Switzerland rethinks corporate tax policy

Switzerland has been forced to reconsider its corporate tax regime, after proposed reductions to simply the system and reduce the rate encountered unexpectedly strong resistance.

The federal law that would have paved the way for corporate tax unification was adopted by Switzerland’s national council last June “with a view to enhancing the competitiveness of Swiss business”, before being presented to the electorate.

In last weekend’s referendum, the reform package was rejected 59% to 41% by voters, who suspected that if adopted it would result in reduced funding for public services and an increased tax burden on individuals. Not for the first time, the result belied the polls that had suggested that the Swiss public was divided on the issue, with the Social Democrats, the Greens, trade unions and the clergy among the strongest opponents of change.

Switzerland has made a commitment that by the end of 2018 it will fall in line with international standards by removing the tax breaks that have attracted many multinational corporations (MNCs) to set up operations in the country. This is in response to pressure from other members of the G20 group of major world economies and the Organisation for Economic Cooperation and Development (OECD) and the threat of being “blacklisted” by other countries if the system isn’t reformed within two years.

Conscious of the likelihood that scrapping the tax advantages would diminish the country’s attraction as a location for MNCs – and also Ireland’s ability to maintain a corporate tax rate of only 12.5% – the Swiss government proposed offsetting this by reducing the tax rate applicable to all corporates. The new regime, had it been accepted would also have increased allowable deductions for research and development (D&D) to encourage innovation, and introduced a so-called ‘patent box’ regime for drug manufacturers and other businesses earning revenue from patents to allow lower taxation of income from intellectual property.

The scale of the rejection, despite government warnings that a ‘no’ vote would drive foreign business away, possibly reflected the fact that Swiss voters didn’t appreciate the complexities of the planned reform, according to Martin Naville, chief executive officer (CEO) of business body the Swiss-American Chamber of Commerce. “I think it’s a very bad day for Switzerland, clearly, the uncertainty and the credibility in the Swiss system has taken a massive hit,” he commented.

Hinting at the possibility that both the Trump administration in the US and Theresa May’s government in the UK will slash their respective countries’ corporate tax rates and luring business away, he added: “All stakeholders now have to take responsibility to develop an acceptable competitive tax system, and to regain credibility regarding the famed political stability which gave Switzerland such an advantageous position.”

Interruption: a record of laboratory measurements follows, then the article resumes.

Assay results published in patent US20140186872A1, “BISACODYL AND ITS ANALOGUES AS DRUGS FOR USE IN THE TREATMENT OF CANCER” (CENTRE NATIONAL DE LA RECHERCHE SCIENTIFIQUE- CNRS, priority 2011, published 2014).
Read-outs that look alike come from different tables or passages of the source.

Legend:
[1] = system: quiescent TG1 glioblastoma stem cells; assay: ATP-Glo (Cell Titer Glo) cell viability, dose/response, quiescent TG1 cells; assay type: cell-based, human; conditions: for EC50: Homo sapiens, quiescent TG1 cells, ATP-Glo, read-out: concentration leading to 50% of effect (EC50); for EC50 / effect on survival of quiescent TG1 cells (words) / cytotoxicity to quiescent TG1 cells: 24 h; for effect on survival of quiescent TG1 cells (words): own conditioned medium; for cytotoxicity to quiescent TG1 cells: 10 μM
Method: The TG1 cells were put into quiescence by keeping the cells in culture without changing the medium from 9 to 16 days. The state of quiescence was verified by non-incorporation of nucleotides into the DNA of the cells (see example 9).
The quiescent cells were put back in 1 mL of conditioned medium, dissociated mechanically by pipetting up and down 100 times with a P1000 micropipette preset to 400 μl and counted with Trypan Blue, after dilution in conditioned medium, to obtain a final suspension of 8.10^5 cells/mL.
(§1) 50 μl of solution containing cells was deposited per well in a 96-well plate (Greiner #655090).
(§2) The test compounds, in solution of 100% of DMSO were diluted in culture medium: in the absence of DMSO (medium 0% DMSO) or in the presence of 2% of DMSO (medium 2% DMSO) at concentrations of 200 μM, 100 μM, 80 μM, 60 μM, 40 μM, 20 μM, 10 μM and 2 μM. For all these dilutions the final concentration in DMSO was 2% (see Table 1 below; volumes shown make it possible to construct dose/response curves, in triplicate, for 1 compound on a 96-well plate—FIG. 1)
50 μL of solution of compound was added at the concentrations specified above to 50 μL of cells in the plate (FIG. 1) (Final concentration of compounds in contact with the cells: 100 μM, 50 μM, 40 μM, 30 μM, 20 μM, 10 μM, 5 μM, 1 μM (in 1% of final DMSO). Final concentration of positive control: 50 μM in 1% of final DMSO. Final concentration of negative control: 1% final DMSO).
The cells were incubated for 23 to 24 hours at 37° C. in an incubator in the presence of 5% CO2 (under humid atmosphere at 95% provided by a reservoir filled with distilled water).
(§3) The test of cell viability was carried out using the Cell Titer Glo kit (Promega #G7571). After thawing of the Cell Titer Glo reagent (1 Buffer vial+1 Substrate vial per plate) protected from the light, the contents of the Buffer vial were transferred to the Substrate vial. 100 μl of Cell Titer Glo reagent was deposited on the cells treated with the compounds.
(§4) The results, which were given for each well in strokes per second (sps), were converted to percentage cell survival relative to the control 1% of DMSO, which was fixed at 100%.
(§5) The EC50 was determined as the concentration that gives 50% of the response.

The country consists of 26 cantons, or federal states-several of which, such as Geneva, Vaud and Basel have been advocating sharp reductions to their corporate tax rate. Geneva was proposing to almost halve its corporate tax rate from 24.2% to 13.49% and rely on federal funds to make good some of the resulting 440m Swiss francs (CHF) revenue shortfall.

A feisty franc

In addition to the corporate tax headache, over the past two years Switzerland has periodically acted to keep its currency from appreciating too rapidly. In January 2015, the CHF’s value against the euro rose by nearly 30% when the Swiss National Bank (SNB) removed its peg against the single currency.

The SNB’s chairman, Thomas Jordan, was dubbed possibly the most hated man in Switzerland at that time, having previously indicated that the cap would be defended with the “utmost determination”. He has since consistently described the CHF as “significantly overvalued”, while the SNB has maintained a negative interest rate policy and indicated that this policy is unlikely to change soon.

Recently-released data suggested that the SNB spent the equivalent of around 9% of Switzerland’s gross domestic product (GDP) in 2016, selling CHF as part of its efforts to prevent the franc gaining further ground against other major currencies. The bank’s activity was particularly evident following the UK’s vote for ‘Brexit’ in late June and the surprise victory of Donald Trump in the US presidential election in November.

This prompted Deutsche Bank FX strategist Robin Winkler to comment: “The Trump administration has spoken out against alleged currency manipulation from China, Japan and Germany. Yet the country most at risk of meeting the [US] Treasury’s official criteria of currency manipulation is probably Switzerland.” This has possibly been mitigated by the fact that in contrast to its strength against most currencies, the CHF has only recently been gaining ground against the greenback after moving lower for most of 2015 and 2016

Winkler added that the possibility of the US penalising Switzerland for being a currency manipulator – which could even involve a 20% tariff being imposed on Swiss imports – could dissuade the SNB from continuing to intervene in the currency markets.

Nonetheless, since the start of this month, reports have suggested that the central bank has again been moving to apply gentle downward pressure on the CHF – which is currently near parity with the dollar – and protect Switzerland’s exporters.

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